When face recognition fails

K E Patterson, Alan Baddeley

Research output: Contribution to journalArticlepeer-review


Two studies investigated recognition of pictures of faces, focusing on the effects of changes in appearance of the face from presentation to test and type of processing or encoding. Experiment 1 demonstrated that (a) previously seen faces changed in pose and facial expression were discriminated from "new" faces essentially as well as pictures identical at presentation and test; (b) major changes in the appearance of a face ("disguises") reduced recognition almost to the level of chance; and (c) subjects encoding faces in terms of personality characteristics showed better recognition performance than subjects whose processing was based on physical, facial features. Experiment 2 expanded on result (b), utilizing photographs with systematic variations in pose and in the presence/absence of glasses, wig, and beard. The design required subjects to learn names for target faces and then to identify those targets in a series of test photographs. The manipulation of pose and disguising features produced effects on probability of identification that were orderly and dramatic in magnitude. Simple changes in appearance can effectively interfere with recognition of faces.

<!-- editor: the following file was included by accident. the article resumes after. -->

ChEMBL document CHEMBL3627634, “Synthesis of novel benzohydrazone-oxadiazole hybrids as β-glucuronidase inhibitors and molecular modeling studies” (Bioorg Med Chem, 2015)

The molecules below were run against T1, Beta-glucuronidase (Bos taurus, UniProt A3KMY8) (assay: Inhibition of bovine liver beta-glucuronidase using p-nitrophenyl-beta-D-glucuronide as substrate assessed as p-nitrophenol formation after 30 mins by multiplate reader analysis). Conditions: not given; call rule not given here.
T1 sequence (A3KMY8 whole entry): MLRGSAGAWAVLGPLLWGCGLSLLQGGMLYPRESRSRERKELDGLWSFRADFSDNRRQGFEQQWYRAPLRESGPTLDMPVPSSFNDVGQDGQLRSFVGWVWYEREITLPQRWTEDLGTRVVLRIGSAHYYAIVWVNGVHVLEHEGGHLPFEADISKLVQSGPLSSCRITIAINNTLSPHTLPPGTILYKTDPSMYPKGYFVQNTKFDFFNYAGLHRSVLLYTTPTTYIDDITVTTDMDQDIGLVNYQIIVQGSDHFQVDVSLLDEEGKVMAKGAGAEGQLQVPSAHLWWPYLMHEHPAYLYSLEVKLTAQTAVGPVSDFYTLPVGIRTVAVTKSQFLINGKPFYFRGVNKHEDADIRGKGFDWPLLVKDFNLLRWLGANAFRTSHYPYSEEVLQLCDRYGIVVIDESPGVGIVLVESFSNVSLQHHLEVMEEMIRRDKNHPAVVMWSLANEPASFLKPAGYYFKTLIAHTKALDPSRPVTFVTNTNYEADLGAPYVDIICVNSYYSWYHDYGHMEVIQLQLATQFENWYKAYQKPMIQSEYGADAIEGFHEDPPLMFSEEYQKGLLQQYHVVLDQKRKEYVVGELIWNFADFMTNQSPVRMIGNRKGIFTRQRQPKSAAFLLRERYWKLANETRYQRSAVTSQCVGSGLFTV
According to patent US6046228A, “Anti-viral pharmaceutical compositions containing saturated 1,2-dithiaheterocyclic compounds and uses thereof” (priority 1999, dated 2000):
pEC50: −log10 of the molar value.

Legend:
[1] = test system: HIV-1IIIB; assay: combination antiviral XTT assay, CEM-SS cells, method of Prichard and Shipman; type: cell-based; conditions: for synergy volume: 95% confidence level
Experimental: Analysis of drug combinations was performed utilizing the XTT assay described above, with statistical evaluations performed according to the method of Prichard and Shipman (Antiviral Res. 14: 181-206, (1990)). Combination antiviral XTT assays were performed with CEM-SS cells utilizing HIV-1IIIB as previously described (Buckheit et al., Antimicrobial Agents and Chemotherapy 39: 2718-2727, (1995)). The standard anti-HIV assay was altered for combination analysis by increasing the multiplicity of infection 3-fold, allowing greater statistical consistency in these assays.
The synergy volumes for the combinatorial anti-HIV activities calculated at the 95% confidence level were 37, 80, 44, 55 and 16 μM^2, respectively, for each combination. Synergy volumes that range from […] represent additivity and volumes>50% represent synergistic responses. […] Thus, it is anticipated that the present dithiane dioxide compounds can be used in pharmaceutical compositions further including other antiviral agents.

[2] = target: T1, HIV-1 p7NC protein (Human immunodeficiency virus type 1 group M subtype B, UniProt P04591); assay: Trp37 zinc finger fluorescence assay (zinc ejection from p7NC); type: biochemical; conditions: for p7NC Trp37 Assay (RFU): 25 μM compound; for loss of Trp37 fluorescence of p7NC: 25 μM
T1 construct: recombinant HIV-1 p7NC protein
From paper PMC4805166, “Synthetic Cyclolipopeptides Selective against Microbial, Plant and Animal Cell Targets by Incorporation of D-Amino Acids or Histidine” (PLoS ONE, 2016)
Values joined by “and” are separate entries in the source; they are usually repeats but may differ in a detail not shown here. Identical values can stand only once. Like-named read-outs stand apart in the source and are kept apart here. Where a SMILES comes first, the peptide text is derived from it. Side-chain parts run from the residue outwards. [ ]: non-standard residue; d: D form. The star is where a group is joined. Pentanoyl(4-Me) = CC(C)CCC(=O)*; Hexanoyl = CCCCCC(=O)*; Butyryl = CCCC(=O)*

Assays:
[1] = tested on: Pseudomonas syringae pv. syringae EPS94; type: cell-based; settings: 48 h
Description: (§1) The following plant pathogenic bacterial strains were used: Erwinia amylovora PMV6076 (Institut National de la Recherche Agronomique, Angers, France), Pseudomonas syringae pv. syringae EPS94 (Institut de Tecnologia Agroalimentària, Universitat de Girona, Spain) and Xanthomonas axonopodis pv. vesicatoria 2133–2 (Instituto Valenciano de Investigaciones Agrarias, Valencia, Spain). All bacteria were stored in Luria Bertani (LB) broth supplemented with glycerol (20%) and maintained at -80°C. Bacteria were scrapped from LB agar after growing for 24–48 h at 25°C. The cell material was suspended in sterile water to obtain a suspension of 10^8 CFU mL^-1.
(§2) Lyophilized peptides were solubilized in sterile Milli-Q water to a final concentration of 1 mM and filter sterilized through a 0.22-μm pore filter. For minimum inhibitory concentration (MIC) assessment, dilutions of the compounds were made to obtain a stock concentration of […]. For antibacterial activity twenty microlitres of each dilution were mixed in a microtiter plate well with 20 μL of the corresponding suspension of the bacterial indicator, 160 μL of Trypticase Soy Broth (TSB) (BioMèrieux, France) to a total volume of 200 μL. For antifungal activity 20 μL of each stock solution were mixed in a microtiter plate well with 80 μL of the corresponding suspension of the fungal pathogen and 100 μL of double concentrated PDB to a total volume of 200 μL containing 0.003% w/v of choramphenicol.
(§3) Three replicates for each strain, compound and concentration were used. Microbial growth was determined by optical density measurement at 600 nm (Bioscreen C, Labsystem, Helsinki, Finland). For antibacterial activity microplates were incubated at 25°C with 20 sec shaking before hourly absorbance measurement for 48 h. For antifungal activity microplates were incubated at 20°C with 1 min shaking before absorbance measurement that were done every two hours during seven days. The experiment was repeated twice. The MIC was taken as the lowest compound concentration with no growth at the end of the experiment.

Original languageEnglish
Pages (from-to)406-17
Number of pages12
JournalJournal of experimental psychology. Human learning and memory
Issue number4
Publication statusPublished - 1977


  • Attention
  • Face
  • Facial Expression
  • Female
  • Form Perception
  • Humans
  • Memory Disorders
  • Pattern Recognition, Visual

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